Anaheim Needs ‘Young Ducklings’ to Step Up

Hockey fans rejoice with World Cup of Hockey and rookie camps underway. Plus, training camps are weeks away which means NHL teams have their rosters set for the 2016-17 season.

The Anaheim Ducks fans are not as thrilled with their favorite team’s incomplete roster that lacks sufficient scoring depth to contend in the Western Conference. On top of that, this team will certainly see its puck possession numbers drop with Randy Carlyle returning as Anaheim’s bench boss.

The roster boasts depth on the blueline but is short staffed up front. This makes the rookie camp as important as ever for rookie forwards such as Nick Ritchie, Nick Sorensen, Stefan Noesen and Max Jones to impress the coaching and hockey operations staff to crack the Ducks roster.

As of right now, the Ducks head into the new season still without the “left-shooting left winger” general manager Bob Murray said his team desperately needed to buck the losing trend. Many believed the Ducks would either part with one of their young defenseman – Cam Fowler or Sami Vatanen – to acquire that impact scorer. But Fowler remains a Duck and Vatanen signed a four-year contract extension in June.

Murray could surprise everyone and announce a trade tomorrow; but in the meantime, the Ducks, a budget team, will go the cheap route and look to their young ducklings to step up.

(James Guillory-USA TODAY Sports)
(James Guillory-USA TODAY Sports)

Nick Ritchie

It’s been a revolving door on the Ducks top line for a left winger to play alongside Ryan Getzlaf and Corey Perry. Nick Ritchie could develop into that left winger. He’s also a left shooter to boot! However, he struggled to keep up with the speed of the NHL in his first season with the big boys.

With the Ducks, Ritchie registered two goals and four points in 33 games played. In the AHL last season, he netted 16 goals and 20 points in 38 games playing with Anaheim’s AHL affiliate, the San Diego Gulls. He was a point-per-game in the Calder Cup playoffs (five goals and eight points in nine games).

Ritchie is your prototypical power forward sitting at 6 foot 2 and weighing 232 pounds. He’s tough to move off the puck, possesses smooth hands, and has a rocket of a shot. While the former 10th overall pick underwhelmed in his first games with the Ducks, he has another chance to prove he can keep pace.  He’s only 20-years-old and has the makeup to be a consistent scorer in Anaheim.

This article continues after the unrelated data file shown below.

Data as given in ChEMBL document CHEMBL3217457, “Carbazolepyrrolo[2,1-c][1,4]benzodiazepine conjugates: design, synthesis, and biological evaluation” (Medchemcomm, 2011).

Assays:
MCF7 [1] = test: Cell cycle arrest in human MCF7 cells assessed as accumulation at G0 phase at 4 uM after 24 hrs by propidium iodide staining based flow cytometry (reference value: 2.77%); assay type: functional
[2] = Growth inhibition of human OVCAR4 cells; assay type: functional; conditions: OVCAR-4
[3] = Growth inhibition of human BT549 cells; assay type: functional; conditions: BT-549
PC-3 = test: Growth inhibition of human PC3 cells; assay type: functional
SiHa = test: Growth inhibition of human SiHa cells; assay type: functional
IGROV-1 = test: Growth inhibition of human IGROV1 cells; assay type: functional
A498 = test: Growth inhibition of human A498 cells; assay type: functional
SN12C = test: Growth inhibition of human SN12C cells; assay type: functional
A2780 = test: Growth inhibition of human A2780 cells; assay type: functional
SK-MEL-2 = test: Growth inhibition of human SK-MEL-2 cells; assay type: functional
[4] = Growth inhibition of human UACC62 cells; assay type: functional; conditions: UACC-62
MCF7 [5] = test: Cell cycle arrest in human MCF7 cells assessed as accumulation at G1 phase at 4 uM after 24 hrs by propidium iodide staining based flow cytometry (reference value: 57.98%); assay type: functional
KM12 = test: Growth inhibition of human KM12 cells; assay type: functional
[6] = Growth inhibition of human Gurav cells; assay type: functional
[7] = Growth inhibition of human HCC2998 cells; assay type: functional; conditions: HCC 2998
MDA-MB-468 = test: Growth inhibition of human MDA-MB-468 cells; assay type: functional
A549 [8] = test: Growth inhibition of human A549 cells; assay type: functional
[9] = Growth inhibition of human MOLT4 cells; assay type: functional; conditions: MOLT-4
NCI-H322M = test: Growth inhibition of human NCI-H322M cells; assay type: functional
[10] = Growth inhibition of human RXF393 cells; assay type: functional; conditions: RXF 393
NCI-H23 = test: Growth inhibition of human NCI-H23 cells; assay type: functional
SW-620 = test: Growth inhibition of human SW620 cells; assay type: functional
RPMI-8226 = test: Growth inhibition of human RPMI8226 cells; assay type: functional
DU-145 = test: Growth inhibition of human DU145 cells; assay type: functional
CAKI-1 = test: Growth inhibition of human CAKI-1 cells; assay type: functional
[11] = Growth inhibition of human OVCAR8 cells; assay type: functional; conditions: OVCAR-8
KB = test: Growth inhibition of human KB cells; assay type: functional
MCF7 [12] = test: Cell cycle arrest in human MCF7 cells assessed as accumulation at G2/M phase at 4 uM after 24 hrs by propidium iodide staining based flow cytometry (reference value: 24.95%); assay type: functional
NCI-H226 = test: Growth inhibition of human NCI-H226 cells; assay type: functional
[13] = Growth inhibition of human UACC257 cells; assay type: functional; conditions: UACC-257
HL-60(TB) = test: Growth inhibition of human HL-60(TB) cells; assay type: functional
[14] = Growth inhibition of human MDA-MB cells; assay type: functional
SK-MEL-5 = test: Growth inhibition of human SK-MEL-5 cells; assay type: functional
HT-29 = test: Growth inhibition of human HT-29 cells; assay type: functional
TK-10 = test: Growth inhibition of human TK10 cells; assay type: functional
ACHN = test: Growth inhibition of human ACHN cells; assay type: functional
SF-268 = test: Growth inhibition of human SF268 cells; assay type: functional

Stefan Noesen

The Ducks believe in Stefan Noesen as they signed him to a one-year contract in July. Noesen was acquired in a trade with Ottawa in July 2013 for Bobby Ryan with Jakob Silfverberg also part of the package sent to Anaheim. He was seen as a top prospect but has been sidelined with major injuries in his first two seasons as a professional.

Noesen appeared in one game with the Ducks last season and did not register a point. With San Diego, he registered 22 assists and 32 points in 65 games played. In the AHL playoffs, he scored two goals and seven points in nine games. The Ducks believe he can contribute as they signed him to a one-year contract in July.

Noesen was once compared to current Duck right winger Corey Perry. His big frame (6 foot 1, 205 pounds) and skating, provides a challenge for opposing defensemen. As he regains his strength, he could slot in and bring feistiness and high-energy to the Ducks third or fourth line.

Nick Sorensen

Nick Sorensen has impressed in the Ducks rookie camp so far. The former 45th overall pick has used his speed to drive play, his size (6 foot 2, 185 pounds) to protect the puck and get inside positioning against defenders.

Nick Sorensen missed several games due to injuries in 2012-13 (Source: Quebec Remparts)
Nick Sorensen missed several games due to injuries in 2012-13 (Source: Quebec Remparts)

He’s a solid two-way player with a strong work ethic but has seen his development hindered by injuries. He collected 23 points (10 goals and 12 assists) in 37 games with Linkoping of Swedish Hockey League last season.

Sorensen possesses the offensive abilities to immediately chip in offensively if given the chance with the Ducks. He’s primarily a playmaker but also has an accurate shot and doesn’t shy away from driving to the net.

Max Jones

Another possible solution to solve the Ducks left-wing conundrum could be Max Jones. He’s big (6 foot 3, 205 pounds), skates well, creates offense, shoots left and isn’t afraid to throw his weight around.

In his first rookie camp, Jones has stood out with his dynamic and explosive play. He led London Knights to the Memorial Cup championship last season putting up 52 points (28 goals and 24 assists) with a plus-30 rating in 63 games played.

According to scouts, the Ducks  24th overall pick in the 2016 NHL Entry Draft plays the game with a tenacious edge. The combination of his relentless play, a wicked shot, and strong skating makes for a dangerous forward. His top-end talent could propel him into the Ducks lineup as soon as possible.

Anaheim also added forwards Antoine Vermette and Mason Raymond in the offseason and both will likely contribute, but aren’t impact players. The Ducks good young crop could grab a roster spot and provide the supporting talent this team needs to get back to contention.